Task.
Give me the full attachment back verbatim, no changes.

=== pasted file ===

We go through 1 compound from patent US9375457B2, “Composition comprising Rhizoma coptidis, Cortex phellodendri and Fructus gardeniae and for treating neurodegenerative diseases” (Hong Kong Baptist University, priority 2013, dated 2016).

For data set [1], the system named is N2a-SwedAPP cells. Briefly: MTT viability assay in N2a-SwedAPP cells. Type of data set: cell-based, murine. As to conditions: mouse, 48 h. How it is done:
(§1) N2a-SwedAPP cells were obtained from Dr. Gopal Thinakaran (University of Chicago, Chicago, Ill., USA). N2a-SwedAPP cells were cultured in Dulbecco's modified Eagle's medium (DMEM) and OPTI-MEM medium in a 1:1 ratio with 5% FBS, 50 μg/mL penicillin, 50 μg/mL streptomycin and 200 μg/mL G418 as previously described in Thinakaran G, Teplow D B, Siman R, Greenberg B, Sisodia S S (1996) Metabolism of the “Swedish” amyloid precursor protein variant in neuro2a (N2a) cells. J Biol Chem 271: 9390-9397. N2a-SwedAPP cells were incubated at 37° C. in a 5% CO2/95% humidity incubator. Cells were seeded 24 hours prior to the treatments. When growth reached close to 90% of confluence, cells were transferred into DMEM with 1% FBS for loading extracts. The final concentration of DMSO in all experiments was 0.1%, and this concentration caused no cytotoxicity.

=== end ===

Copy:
We go through 1 compound from patent US9375457B2, “Composition comprising Rhizoma coptidis, Cortex phellodendri and Fructus gardeniae and for treating neurodegenerative diseases” (Hong Kong Baptist University, priority 2013, dated 2016).

For data set [1], the system named is N2a-SwedAPP cells. Briefly: MTT viability assay in N2a-SwedAPP cells. Type of data set: cell-based, murine. As to conditions: mouse, 48 h. How it is done:
(§1) N2a-SwedAPP cells were obtained from Dr. Gopal Thinakaran (University of Chicago, Chicago, Ill., USA). N2a-SwedAPP cells were cultured in Dulbecco's modified Eagle's medium (DMEM) and OPTI-MEM medium in a 1:1 ratio with 5% FBS, 50 μg/mL penicillin, 50 μg/mL streptomycin and 200 μg/mL G418 as previously described in Thinakaran G, Teplow D B, Siman R, Greenberg B, Sisodia S S (1996) Metabolism of the “Swedish” amyloid precursor protein variant in neuro2a (N2a) cells. J Biol Chem 271: 9390-9397. N2a-SwedAPP cells were incubated at 37° C. in a 5% CO2/95% humidity incubator. Cells were seeded 24 hours prior to the treatments. When growth reached close to 90% of confluence, cells were transferred into DMEM with 1% FBS for loading extracts. The final concentration of DMSO in all experiments was 0.1%, and this concentration caused no cytotoxicity.